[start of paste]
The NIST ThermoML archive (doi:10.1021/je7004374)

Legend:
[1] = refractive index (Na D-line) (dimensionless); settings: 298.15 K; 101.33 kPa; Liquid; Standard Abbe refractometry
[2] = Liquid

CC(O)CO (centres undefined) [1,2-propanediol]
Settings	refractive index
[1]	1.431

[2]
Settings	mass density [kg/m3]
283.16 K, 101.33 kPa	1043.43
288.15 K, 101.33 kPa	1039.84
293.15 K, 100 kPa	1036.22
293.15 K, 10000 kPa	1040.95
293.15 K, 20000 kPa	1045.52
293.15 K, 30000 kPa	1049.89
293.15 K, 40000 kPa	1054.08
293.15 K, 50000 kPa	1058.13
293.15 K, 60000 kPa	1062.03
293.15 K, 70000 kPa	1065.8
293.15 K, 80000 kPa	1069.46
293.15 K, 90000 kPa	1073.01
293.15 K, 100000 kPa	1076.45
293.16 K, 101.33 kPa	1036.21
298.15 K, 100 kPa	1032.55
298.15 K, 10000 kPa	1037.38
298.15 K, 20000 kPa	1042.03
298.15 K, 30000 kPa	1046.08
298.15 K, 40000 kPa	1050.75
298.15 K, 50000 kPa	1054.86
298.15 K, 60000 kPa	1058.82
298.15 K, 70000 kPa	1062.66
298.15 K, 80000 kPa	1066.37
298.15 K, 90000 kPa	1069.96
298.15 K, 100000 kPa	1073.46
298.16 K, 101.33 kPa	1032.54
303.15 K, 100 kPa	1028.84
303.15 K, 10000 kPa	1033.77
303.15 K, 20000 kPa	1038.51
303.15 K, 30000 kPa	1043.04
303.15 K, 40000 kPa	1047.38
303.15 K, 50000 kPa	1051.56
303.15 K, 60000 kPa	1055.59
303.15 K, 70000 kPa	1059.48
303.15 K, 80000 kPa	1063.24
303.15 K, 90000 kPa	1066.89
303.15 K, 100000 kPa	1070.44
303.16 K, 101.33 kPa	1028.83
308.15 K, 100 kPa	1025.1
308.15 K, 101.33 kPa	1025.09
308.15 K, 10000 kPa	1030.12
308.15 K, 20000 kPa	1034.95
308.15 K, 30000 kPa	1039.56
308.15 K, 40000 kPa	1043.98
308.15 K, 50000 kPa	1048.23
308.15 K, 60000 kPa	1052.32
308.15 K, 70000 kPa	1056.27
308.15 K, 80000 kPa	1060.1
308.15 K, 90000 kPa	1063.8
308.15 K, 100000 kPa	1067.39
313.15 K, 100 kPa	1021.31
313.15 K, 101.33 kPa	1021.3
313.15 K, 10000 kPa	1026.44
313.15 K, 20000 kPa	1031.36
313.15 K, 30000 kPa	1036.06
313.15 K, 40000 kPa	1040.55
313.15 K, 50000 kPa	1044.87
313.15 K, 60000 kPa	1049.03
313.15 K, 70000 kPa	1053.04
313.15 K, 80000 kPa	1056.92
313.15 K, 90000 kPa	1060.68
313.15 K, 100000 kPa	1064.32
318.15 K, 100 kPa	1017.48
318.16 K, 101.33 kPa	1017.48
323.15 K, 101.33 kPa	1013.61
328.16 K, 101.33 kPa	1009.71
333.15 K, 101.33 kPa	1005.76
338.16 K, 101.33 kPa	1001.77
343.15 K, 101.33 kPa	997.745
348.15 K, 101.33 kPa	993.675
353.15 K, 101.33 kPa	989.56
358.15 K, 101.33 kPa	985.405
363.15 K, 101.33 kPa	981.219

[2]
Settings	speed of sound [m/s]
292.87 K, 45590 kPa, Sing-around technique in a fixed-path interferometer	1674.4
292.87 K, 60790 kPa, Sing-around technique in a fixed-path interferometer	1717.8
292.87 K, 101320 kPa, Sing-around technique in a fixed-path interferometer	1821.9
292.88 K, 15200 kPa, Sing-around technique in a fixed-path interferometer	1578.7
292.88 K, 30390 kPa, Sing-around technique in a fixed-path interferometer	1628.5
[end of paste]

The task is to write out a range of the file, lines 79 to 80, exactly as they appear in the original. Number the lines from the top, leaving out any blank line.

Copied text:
348.15 K, 101.33 kPa	993.675
353.15 K, 101.33 kPa	989.56